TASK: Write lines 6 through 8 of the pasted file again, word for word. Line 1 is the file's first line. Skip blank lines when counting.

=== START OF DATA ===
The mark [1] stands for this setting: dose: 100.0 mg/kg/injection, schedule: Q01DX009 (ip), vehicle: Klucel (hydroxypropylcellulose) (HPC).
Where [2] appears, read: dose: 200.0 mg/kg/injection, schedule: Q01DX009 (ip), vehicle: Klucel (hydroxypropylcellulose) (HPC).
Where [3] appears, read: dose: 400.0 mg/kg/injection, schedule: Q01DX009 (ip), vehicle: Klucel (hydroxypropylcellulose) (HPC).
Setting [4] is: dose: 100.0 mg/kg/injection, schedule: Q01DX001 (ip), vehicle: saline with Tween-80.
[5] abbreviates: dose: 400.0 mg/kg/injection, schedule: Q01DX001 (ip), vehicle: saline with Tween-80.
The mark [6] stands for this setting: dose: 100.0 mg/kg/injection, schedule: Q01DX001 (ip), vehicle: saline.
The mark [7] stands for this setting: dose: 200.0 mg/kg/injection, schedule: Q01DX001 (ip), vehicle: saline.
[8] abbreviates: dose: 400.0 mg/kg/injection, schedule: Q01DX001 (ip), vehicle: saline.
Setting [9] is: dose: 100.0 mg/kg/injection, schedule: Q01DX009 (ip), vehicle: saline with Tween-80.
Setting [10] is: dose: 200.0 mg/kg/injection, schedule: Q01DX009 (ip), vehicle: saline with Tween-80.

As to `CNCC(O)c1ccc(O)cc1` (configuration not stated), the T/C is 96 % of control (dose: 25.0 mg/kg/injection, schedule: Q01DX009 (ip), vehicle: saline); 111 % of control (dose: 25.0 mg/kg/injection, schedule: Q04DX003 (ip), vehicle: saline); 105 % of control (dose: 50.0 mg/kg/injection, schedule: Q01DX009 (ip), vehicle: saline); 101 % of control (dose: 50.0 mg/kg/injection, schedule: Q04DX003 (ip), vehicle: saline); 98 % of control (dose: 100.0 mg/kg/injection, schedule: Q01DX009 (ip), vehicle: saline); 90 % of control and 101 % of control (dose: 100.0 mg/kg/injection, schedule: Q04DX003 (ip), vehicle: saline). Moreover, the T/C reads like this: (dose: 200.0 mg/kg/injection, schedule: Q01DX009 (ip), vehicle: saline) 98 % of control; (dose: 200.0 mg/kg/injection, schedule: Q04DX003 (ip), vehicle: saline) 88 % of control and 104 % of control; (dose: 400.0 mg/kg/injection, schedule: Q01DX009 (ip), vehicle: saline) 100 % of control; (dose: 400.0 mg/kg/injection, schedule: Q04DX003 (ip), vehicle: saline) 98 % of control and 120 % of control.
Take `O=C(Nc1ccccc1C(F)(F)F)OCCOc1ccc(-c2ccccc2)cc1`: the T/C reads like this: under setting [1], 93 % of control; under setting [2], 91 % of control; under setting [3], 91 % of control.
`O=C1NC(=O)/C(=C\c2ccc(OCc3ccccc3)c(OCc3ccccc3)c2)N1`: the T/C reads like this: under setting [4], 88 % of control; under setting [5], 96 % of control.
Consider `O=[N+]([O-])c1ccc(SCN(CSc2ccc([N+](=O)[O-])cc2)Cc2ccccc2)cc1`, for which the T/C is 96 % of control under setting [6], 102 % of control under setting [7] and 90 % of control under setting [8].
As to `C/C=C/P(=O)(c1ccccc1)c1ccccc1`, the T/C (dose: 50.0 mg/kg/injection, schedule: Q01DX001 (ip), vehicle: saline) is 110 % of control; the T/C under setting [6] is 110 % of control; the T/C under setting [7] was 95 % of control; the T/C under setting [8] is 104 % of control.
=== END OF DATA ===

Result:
The mark [6] stands for this setting: dose: 100.0 mg/kg/injection, schedule: Q01DX001 (ip), vehicle: saline.
The mark [7] stands for this setting: dose: 200.0 mg/kg/injection, schedule: Q01DX001 (ip), vehicle: saline.
[8] abbreviates: dose: 400.0 mg/kg/injection, schedule: Q01DX001 (ip), vehicle: saline.